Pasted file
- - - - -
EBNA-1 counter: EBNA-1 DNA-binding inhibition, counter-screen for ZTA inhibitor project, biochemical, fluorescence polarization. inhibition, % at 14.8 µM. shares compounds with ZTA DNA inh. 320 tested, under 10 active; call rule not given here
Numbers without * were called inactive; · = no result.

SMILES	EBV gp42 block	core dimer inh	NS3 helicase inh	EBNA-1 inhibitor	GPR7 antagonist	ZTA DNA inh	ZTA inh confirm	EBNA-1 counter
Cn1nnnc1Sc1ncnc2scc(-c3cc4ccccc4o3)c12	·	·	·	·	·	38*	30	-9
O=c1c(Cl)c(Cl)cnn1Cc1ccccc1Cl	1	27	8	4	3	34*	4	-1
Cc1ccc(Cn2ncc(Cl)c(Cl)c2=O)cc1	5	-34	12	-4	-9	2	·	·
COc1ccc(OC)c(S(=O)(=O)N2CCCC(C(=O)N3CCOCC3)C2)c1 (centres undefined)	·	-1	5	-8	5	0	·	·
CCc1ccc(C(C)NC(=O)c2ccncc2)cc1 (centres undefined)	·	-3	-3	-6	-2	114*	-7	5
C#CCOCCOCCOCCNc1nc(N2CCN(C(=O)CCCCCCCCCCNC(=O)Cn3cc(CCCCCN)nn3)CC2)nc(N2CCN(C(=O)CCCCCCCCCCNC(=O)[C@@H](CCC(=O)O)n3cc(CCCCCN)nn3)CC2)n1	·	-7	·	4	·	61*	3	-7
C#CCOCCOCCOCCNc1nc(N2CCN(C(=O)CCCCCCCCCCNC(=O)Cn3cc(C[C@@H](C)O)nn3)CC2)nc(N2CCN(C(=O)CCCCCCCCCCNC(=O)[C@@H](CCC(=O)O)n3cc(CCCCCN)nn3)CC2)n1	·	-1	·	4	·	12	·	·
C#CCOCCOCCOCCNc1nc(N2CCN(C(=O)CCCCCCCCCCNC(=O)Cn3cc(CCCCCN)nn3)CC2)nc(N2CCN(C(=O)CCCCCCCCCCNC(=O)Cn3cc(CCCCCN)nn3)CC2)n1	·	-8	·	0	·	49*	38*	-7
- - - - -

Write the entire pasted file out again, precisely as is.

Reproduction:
EBNA-1 counter: EBNA-1 DNA-binding inhibition, counter-screen for ZTA inhibitor project, biochemical, fluorescence polarization. inhibition, % at 14.8 µM. shares compounds with ZTA DNA inh. 320 tested, under 10 active; call rule not given here
Numbers without * were called inactive; · = no result.

SMILES	EBV gp42 block	core dimer inh	NS3 helicase inh	EBNA-1 inhibitor	GPR7 antagonist	ZTA DNA inh	ZTA inh confirm	EBNA-1 counter
Cn1nnnc1Sc1ncnc2scc(-c3cc4ccccc4o3)c12	·	·	·	·	·	38*	30	-9
O=c1c(Cl)c(Cl)cnn1Cc1ccccc1Cl	1	27	8	4	3	34*	4	-1
Cc1ccc(Cn2ncc(Cl)c(Cl)c2=O)cc1	5	-34	12	-4	-9	2	·	·
COc1ccc(OC)c(S(=O)(=O)N2CCCC(C(=O)N3CCOCC3)C2)c1 (centres undefined)	·	-1	5	-8	5	0	·	·
CCc1ccc(C(C)NC(=O)c2ccncc2)cc1 (centres undefined)	·	-3	-3	-6	-2	114*	-7	5
C#CCOCCOCCOCCNc1nc(N2CCN(C(=O)CCCCCCCCCCNC(=O)Cn3cc(CCCCCN)nn3)CC2)nc(N2CCN(C(=O)CCCCCCCCCCNC(=O)[C@@H](CCC(=O)O)n3cc(CCCCCN)nn3)CC2)n1	·	-7	·	4	·	61*	3	-7
C#CCOCCOCCOCCNc1nc(N2CCN(C(=O)CCCCCCCCCCNC(=O)Cn3cc(C[C@@H](C)O)nn3)CC2)nc(N2CCN(C(=O)CCCCCCCCCCNC(=O)[C@@H](CCC(=O)O)n3cc(CCCCCN)nn3)CC2)n1	·	-1	·	4	·	12	·	·
C#CCOCCOCCOCCNc1nc(N2CCN(C(=O)CCCCCCCCCCNC(=O)Cn3cc(CCCCCN)nn3)CC2)nc(N2CCN(C(=O)CCCCCCCCCCNC(=O)Cn3cc(CCCCCN)nn3)CC2)n1	·	-8	·	0	·	49*	38*	-7